peopleA new show honours Robert Fraser, one of the era's forgotten players
Life and Style
Torsten Sherwood's Noook is a simple construction toy for creating mini-architecture
tech
Sport
David Silva celebrates with Sergio Aguero after equalising against Chelsea
footballChelsea 1 Manchester City 1
Latest stories from i100
Have you tried new the Independent Digital Edition apps?
iJobs Job Widget
iJobs Student

Ashdown Group: Trainee / Graduate Helpdesk Analyst

£20000 per annum: Ashdown Group: A highly reputable business is looking to rec...

Ashdown Group: Graduate Data Analyst - Essex - £25,000

£23500 - £25000 per annum + Training: Ashdown Group: Graduate Data analyst/Sys...

Recruitment Genius: Graduate Account Manager

£16000 - £30000 per annum: Recruitment Genius: A Graduate Account Manager is r...

Guru Careers: Graduate Account Manager / Sales Executive

£18k + Uncapped Commission (£60k Y1 OTE): Guru Careers: A Graduate Account Man...

Independent Dating
and  

By clicking 'Search' you
are agreeing to our
Terms of Use.

Day In a Page

As in 1942, Germany must show restraint over Greece

As in 1942, Germany must show restraint over Greece

Mussolini tried to warn his ally of the danger of bringing the country to its knees. So should we, says Patrick Cockburn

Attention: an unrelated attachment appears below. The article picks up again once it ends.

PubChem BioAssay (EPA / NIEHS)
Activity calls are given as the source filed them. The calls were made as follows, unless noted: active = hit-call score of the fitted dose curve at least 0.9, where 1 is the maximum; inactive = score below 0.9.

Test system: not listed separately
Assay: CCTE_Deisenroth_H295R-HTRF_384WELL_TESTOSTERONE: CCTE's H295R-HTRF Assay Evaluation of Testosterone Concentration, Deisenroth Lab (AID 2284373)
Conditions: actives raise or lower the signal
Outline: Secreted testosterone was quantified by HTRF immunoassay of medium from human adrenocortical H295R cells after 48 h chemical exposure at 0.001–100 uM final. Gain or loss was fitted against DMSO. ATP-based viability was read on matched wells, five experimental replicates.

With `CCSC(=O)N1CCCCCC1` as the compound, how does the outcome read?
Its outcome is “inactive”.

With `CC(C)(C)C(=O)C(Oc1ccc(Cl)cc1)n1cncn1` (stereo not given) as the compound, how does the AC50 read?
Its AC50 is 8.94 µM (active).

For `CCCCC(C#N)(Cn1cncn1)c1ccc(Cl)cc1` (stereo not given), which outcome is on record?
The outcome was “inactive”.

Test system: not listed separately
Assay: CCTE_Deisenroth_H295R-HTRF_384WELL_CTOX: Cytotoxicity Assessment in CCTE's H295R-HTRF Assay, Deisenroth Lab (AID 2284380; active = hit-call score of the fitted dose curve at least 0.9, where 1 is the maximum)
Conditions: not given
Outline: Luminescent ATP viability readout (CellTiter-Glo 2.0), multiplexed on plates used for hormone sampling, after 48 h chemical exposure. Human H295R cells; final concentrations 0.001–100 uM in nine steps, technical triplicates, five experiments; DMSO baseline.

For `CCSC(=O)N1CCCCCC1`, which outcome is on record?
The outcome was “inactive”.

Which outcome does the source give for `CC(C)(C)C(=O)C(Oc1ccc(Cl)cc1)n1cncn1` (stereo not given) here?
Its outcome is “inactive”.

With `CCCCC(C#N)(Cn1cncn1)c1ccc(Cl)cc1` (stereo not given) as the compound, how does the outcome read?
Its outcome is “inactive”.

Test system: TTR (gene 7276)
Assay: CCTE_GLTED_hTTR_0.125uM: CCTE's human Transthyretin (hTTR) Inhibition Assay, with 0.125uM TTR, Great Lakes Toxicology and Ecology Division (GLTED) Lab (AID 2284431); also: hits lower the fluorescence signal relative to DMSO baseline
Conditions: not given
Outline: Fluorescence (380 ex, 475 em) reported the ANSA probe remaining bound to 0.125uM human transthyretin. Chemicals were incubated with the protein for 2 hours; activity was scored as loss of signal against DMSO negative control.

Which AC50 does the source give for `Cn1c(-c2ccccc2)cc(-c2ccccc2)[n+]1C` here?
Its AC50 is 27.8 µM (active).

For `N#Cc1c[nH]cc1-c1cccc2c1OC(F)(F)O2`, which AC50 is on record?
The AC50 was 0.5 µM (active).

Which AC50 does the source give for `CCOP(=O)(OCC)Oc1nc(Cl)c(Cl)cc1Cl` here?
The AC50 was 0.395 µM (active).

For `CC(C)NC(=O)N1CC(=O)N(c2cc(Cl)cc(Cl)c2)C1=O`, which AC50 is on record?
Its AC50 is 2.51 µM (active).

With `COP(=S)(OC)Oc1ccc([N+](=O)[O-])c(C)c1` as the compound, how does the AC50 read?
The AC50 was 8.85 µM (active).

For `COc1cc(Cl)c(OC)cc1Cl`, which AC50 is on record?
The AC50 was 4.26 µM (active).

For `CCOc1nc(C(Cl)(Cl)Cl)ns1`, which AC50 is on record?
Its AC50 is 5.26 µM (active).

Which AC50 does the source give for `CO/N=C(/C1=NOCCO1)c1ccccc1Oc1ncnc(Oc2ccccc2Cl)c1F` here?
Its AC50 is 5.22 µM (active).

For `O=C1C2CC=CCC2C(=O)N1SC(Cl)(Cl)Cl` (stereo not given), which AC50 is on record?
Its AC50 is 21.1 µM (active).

Britain's widening poverty gap should be causing outrage at the start of the election campaign

The short stroll that should be our walk of shame

Courting the global elite has failed to benefit Britain, as the vast disparity in wealth on display in the capital shows
Homeless Veterans appeal: The rise of the working poor: when having a job cannot prevent poverty

Homeless Veterans appeal

The rise of the working poor: when having a job cannot prevent poverty
Prince Charles the saviour of the nation? A new book highlights concerns about how political he will be when he eventually becomes king

Prince Charles the saviour of the nation?

A new book highlights concerns about how political he will be when he eventually becomes king
How books can defeat Isis: Patrick Cockburn was able to update his agenda-setting 'The Rise of Islamic State' while under attack in Baghdad

How books can defeat Isis

Patrick Cockburn was able to update his agenda-setting 'The Rise of Islamic State' while under attack in Baghdad
Judith Hackitt: The myths of elf 'n' safety

Judith Hackitt: The myths of elf 'n' safety